Who can have killed him if I didn't? It's marvellous, extraordinary, impossible."
"Yes, who can have killed him?" the investigating lawyer was beginning, bu_ppolit Kirillovitch, the prosecutor, glancing at him, addressed Mitya.
"You need not worry yourself about the old servant, Grigory Vasilyevitch. H_s alive, he has recovered, and in spite of the terrible blows inflicted, according to his own and your evidence, by you, there seems no doubt that h_ill live, so the doctor says, at least."
"Alive? He's alive?" cried Mitya, flinging up his hands. His face beamed.
"Lord, I thank Thee for the miracle Thou has wrought for me, a sinner an_vildoer. That's an answer to my prayer. I've been praying all night." And h_rossed himself three times. He was almost breathless.
"So from this Grigory we have received such important evidence concerning you, that-" The prosecutor would have continued, but Mitya suddenly jumped up fro_is chair.
"One minute, gentlemen, for God's sake, one minute; I will run to her-"
"Excuse me, at this moment it's quite impossible," Nikolay Parfenovitch almos_hrieked. He, too, leapt to his feet. Mitya was seized by the men with th_etal plates, but he sat down of his own accord… .
"Gentlemen, what a pity! I wanted to see her for one minute only; I wanted t_ell her that it has been washed away, it has gone, that blood that wa_eighing on my heart all night, and that I am not a murderer now! Gentlemen, she is my betrothed!" he said ecstatically and reverently, looking round a_hem all. "Oh, thank you, gentlemen! Oh, in one minute you have given me ne_ife, new heart!… That old man used to carry me in his arms, gentlemen. H_sed to wash me in the tub when I was a baby three years old, abandoned b_veryone, he was like a father to me!… "
"And so you-" the investigating lawyer began.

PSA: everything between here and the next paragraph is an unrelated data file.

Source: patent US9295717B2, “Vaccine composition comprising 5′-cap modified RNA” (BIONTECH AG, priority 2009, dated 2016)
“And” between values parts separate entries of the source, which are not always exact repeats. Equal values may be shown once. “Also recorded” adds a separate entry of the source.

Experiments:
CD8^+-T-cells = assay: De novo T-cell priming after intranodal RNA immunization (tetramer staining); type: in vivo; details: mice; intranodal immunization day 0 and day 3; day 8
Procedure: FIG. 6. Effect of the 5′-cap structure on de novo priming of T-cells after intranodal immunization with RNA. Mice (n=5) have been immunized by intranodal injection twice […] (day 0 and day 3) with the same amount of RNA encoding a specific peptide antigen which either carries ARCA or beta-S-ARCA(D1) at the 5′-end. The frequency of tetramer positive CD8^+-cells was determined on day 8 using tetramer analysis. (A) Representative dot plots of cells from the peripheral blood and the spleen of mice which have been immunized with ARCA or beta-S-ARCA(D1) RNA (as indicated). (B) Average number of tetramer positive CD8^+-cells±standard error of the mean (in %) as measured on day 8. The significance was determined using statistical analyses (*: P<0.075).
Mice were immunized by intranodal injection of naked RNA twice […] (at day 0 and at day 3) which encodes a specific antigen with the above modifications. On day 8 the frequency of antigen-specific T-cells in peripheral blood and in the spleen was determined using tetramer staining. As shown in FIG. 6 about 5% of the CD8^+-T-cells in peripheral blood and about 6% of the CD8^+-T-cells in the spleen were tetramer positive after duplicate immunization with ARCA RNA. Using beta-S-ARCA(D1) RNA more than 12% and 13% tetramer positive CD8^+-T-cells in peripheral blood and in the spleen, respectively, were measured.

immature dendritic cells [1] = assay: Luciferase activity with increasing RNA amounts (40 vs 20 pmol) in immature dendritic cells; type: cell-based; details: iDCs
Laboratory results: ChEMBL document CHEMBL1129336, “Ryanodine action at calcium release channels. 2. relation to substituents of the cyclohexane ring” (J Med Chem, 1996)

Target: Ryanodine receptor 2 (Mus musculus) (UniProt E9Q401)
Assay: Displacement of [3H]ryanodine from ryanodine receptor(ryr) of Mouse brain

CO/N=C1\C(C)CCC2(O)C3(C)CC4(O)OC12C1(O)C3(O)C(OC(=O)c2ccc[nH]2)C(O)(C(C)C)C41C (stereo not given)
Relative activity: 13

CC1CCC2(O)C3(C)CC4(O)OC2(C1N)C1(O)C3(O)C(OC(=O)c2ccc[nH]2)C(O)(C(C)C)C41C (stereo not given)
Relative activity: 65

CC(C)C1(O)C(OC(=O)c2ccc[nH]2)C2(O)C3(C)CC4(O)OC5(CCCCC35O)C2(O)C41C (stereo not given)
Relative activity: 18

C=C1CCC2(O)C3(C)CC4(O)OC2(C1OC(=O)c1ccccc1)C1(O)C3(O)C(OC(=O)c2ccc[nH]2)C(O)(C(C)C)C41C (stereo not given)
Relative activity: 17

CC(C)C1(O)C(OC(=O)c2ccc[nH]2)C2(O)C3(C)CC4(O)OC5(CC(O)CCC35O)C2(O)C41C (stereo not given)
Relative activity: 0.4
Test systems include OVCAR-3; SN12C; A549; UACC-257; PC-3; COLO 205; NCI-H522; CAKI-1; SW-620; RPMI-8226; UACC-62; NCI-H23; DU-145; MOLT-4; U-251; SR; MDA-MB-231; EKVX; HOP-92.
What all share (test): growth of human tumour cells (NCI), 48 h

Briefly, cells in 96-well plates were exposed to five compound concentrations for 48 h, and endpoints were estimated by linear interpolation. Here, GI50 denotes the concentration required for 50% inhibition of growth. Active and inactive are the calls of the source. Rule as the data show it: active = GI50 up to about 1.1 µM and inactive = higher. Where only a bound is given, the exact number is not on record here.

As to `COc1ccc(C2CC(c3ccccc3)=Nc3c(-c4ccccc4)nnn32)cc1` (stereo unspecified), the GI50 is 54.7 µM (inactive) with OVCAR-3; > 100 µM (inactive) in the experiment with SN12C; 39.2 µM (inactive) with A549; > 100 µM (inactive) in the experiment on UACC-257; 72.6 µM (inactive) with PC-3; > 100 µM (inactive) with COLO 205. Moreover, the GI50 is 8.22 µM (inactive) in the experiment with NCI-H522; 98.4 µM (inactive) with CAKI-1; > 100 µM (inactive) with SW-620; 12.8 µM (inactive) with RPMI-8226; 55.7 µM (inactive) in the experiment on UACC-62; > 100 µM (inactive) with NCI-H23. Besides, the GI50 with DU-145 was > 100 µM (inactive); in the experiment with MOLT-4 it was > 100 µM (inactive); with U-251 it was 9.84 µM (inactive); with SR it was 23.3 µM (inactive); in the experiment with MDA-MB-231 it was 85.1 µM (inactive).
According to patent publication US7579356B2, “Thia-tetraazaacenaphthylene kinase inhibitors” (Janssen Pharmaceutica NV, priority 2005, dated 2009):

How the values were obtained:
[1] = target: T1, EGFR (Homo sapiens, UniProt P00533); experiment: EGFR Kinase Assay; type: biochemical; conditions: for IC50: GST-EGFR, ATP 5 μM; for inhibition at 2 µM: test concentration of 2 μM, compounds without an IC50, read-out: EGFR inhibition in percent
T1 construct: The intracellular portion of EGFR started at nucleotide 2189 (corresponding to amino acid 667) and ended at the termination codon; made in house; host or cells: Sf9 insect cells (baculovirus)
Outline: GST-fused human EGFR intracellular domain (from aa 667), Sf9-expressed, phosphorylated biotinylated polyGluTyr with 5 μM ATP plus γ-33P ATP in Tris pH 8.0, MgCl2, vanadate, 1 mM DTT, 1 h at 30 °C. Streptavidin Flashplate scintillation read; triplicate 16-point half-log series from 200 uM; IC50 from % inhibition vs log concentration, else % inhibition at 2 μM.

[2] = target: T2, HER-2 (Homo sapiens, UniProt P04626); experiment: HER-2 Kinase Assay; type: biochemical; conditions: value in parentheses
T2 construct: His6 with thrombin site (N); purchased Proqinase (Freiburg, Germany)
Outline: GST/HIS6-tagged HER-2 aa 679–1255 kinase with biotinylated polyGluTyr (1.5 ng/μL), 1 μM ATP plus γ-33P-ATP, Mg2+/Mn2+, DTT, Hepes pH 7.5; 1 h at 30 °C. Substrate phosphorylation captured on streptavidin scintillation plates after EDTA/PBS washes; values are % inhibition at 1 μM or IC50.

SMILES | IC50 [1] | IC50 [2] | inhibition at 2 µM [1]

"Allow me, gentlemen, allow me one minute more," interposed Mitya, putting hi_lbows on the table and covering his face with his hands. "Let me have _oment to think, let me breathe, gentlemen. All this is horribly upsetting, horribly. A man is not a drum, gentlemen!"
"Drink a little more water," murmured Nikolay Parfenovitch. Mitya took hi_ands from his face and laughed. His eyes were confident. He seemed completel_ransformed in a moment. His whole bearing was changed; he was once more th_qual of these men, with all of whom he was acquainted, as though they had al_et the day before, when nothing had happened, at some social gathering. W_ay note in passing that, on his first arrival, Mitya had been made ver_elcome at the police captain's, but later, during the last month especially, Mitya had hardly called at all, and when the police captain met him, in th_treet, for instance, Mitya noticed that he frowned and only bowed out o_oliteness. His acquaintance with the prosecutor was less intimate, though h_ometimes paid his wife, a nervous and fanciful lady, visits of politeness, without quite knowing why, and she always received him graciously and had, fo_ome reason, taken an interest in him up to the last. He had not had time t_et to know the investigating lawyer, though he had met him and talked to hi_wice, each time about the fair sex.
"You're a most skilful lawyer, I see, Nikolay Parfenovitch," cried Mitya, laughing gaily, "but I can help you now. Oh, gentlemen, I feel like a new man, and don't be offended at my addressing you so simply and directly. I'm rathe_runk, too, I'll tell you that frankly. I believe I've had the honour an_leasure of meeting you, Nikolay Parfenovitch, at my kinsman Miusov's.
Gentlemen, gentlemen, I don't pretend to be on equal terms with you. _nderstand, of course, in what character I am sitting before you. Oh, o_ourse, there's a horrible suspicion… hanging over me… if Grigory has give_vidence… . A horrible suspicion! It's awful, awful, I understand that! But t_usiness, gentlemen, I am ready, and we will make an end of it in one moment; for, listen, listen, gentlemen! Since I know I'm innocent, we can put an en_o it in a minute. Can't we? Can't we?"